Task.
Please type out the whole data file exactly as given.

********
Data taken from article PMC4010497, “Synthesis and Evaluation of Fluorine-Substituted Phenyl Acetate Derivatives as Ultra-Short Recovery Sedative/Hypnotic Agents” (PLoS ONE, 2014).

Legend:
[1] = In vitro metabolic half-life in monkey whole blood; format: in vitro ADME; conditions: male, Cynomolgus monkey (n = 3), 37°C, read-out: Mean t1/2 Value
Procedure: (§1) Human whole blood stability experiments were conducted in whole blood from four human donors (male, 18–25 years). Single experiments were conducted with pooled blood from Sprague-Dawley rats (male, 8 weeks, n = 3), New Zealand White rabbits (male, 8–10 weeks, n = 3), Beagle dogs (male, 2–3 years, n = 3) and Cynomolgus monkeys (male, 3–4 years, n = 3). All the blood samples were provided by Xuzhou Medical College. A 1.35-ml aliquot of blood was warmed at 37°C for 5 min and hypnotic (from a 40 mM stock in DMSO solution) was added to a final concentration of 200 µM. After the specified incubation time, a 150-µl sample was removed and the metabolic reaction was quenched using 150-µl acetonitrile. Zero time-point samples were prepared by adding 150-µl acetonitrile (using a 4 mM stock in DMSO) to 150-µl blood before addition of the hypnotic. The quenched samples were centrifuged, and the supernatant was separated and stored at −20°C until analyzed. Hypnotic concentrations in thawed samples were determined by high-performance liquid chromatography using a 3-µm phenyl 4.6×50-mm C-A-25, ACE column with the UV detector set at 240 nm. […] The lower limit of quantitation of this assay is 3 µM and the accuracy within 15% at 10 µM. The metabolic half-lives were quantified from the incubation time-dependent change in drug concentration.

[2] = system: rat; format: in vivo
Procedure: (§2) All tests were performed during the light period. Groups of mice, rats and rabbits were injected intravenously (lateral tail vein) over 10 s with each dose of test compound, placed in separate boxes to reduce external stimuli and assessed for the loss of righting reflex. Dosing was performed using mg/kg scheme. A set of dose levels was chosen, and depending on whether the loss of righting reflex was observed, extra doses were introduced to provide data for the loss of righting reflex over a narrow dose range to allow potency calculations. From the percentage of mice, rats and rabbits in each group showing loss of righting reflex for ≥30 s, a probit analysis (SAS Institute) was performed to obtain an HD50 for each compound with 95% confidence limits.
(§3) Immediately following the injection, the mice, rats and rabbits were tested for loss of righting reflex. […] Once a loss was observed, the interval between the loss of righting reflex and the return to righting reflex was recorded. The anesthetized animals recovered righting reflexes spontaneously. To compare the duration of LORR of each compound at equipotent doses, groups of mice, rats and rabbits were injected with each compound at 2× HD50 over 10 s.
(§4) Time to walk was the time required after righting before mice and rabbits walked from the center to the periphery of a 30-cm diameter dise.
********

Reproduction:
Data taken from article PMC4010497, “Synthesis and Evaluation of Fluorine-Substituted Phenyl Acetate Derivatives as Ultra-Short Recovery Sedative/Hypnotic Agents” (PLoS ONE, 2014).

Legend:
[1] = In vitro metabolic half-life in monkey whole blood; format: in vitro ADME; conditions: male, Cynomolgus monkey (n = 3), 37°C, read-out: Mean t1/2 Value
Procedure: (§1) Human whole blood stability experiments were conducted in whole blood from four human donors (male, 18–25 years). Single experiments were conducted with pooled blood from Sprague-Dawley rats (male, 8 weeks, n = 3), New Zealand White rabbits (male, 8–10 weeks, n = 3), Beagle dogs (male, 2–3 years, n = 3) and Cynomolgus monkeys (male, 3–4 years, n = 3). All the blood samples were provided by Xuzhou Medical College. A 1.35-ml aliquot of blood was warmed at 37°C for 5 min and hypnotic (from a 40 mM stock in DMSO solution) was added to a final concentration of 200 µM. After the specified incubation time, a 150-µl sample was removed and the metabolic reaction was quenched using 150-µl acetonitrile. Zero time-point samples were prepared by adding 150-µl acetonitrile (using a 4 mM stock in DMSO) to 150-µl blood before addition of the hypnotic. The quenched samples were centrifuged, and the supernatant was separated and stored at −20°C until analyzed. Hypnotic concentrations in thawed samples were determined by high-performance liquid chromatography using a 3-µm phenyl 4.6×50-mm C-A-25, ACE column with the UV detector set at 240 nm. […] The lower limit of quantitation of this assay is 3 µM and the accuracy within 15% at 10 µM. The metabolic half-lives were quantified from the incubation time-dependent change in drug concentration.

[2] = system: rat; format: in vivo
Procedure: (§2) All tests were performed during the light period. Groups of mice, rats and rabbits were injected intravenously (lateral tail vein) over 10 s with each dose of test compound, placed in separate boxes to reduce external stimuli and assessed for the loss of righting reflex. Dosing was performed using mg/kg scheme. A set of dose levels was chosen, and depending on whether the loss of righting reflex was observed, extra doses were introduced to provide data for the loss of righting reflex over a narrow dose range to allow potency calculations. From the percentage of mice, rats and rabbits in each group showing loss of righting reflex for ≥30 s, a probit analysis (SAS Institute) was performed to obtain an HD50 for each compound with 95% confidence limits.
(§3) Immediately following the injection, the mice, rats and rabbits were tested for loss of righting reflex. […] Once a loss was observed, the interval between the loss of righting reflex and the return to righting reflex was recorded. The anesthetized animals recovered righting reflexes spontaneously. To compare the duration of LORR of each compound at equipotent doses, groups of mice, rats and rabbits were injected with each compound at 2× HD50 over 10 s.
(§4) Time to walk was the time required after righting before mice and rabbits walked from the center to the periphery of a 30-cm diameter dise.